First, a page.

Saudi Arabia has returned its oil supplies to levels comparable prior to Saturday's attacks on the Kingdom's oil installations, the Kingdom's Energy Minister Prince Abdulaziz bin Salman said at a much-anticipated press conference in Jeddah on Tuesday.
Prince Abdulaziz added that Saudi Arabia will maintain full oil supply to its customers this month, while oil production capacity will rebound to 11 million barrels per day (bpd) by the end of September, reports Al Arabiya.
Brent Crude futures fell seven percent, or $4.86 to $64.16 a barrel following the announcement, while WTI Crude fell six percent, down $3.79 to $59.11.
Speaking at the conference alongside the Kingdom's energy minister, Saudi Aramco CEO Amin Nasser said that it took the company less than seven hours to extinguish the fires after the attack. He also added that the Kingdom's oil reserves— which it has tapped to maintain supply— will be restored by the end of the month.
Meanwhile, Prince Abdulaziz called on the international community to take strong action against the attack "on the global economy and energy markets."
He said that the United Nations would be sending investigators to uncover who is behind the attack.
Historically, members of the Organization of Petroleum Exporting Countries (OPEC) have refrained from commenting on specifics pertaining to politically sensitive events as they try to maintain neutrality and oil market balance.
Responding to a question about the source of the attack, Prince Abdulaziz said this topic "should be addressed to our colleagues at the Ministry of Defense and the Ministry of the Interior… I believe that the government is serious about following up with this. These are sensible international procedures."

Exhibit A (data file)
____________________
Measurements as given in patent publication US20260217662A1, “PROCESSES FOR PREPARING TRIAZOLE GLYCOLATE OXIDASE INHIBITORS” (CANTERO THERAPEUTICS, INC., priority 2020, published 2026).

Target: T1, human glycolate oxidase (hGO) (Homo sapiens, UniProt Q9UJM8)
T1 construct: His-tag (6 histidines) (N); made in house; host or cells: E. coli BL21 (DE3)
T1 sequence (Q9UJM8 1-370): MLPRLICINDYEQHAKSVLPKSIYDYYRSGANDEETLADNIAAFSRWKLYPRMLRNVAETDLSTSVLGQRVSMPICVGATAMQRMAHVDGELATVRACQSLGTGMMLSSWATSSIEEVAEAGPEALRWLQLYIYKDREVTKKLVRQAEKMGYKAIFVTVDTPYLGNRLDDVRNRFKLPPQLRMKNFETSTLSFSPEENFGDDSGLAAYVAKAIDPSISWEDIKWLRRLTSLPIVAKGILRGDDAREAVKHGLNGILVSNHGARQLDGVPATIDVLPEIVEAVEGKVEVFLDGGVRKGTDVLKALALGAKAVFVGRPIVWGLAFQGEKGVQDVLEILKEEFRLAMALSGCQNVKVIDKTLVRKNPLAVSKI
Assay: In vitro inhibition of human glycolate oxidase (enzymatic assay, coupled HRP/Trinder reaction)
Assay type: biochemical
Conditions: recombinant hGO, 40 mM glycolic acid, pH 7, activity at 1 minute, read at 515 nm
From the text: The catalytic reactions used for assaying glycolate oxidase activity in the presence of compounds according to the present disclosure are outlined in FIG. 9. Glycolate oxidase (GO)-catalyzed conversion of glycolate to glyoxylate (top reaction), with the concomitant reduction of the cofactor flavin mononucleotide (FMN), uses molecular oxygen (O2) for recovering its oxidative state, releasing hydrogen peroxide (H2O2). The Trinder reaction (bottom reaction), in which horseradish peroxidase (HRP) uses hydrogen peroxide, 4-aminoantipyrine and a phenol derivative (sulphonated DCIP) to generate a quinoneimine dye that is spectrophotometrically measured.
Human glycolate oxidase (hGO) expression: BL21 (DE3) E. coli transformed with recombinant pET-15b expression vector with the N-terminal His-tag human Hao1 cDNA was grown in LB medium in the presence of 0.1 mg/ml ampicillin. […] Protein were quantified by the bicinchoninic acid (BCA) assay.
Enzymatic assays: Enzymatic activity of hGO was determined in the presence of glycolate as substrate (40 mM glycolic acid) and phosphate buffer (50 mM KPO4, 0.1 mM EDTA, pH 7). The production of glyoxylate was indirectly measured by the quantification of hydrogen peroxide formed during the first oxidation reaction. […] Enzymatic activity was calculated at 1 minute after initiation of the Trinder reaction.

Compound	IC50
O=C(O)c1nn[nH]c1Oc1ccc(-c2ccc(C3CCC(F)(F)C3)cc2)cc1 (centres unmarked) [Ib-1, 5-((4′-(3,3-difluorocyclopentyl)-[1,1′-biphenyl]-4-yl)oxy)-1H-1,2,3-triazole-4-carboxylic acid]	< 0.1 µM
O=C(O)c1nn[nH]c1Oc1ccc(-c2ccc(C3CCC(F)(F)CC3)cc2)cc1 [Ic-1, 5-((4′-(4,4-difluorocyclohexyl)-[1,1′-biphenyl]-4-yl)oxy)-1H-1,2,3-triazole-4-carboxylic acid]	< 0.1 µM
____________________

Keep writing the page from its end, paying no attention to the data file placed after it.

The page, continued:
Aramco chairperson Yasir al-Rumayyan, who was also in attendance at the conference, said that the company's upcoming blockbuster initial public offering (IPO) will not be delayed by the attacks and can occur anytime within the next 12 months.
The attacks on Aramco's key oil-processing facility in Abqaiq had temporarily interrupted the supply of an estimated 5.7 million barrels of crude oil per day - around five percent of global supply - and two billion cubic feet of gas.
"It is clear that most media reports and analysts' statements regarding inability to restore production were wrong," said energy economist and managing partner at Texas-based Energy Outlook Advisors, Anas Alhajji.
The strikes on Saudi Arabia have been claimed by the Iran-backed Houthi militia in Yemen. Yet analysis of impact points of the drone attacks show they were launched from a west-northwest direction rather than from Yemen to the south, senior US administration officials said on Sunday.
A senior US official told CBS News on Tuesday that they have reason to believe that a combination of drones and cruise missiles were launched from Iran.
The Saudi-led Arab Coalition battling the Houthi militia also confirmed on Sunday that its investigations indicated the weapons used in the attack were Iranian.
Oil prices surged nearly 15 percent after the attack. Saudi Arabian authorities had already pledged to use the Kingdom's oil reserves to compensate for any disruption in oil supply to its customers.
The Kingdom was able to restore a third of its oil production that had been lost as a result of the attacks, according to Refinitiv tracking data seen by Al Arabiya English on Monday.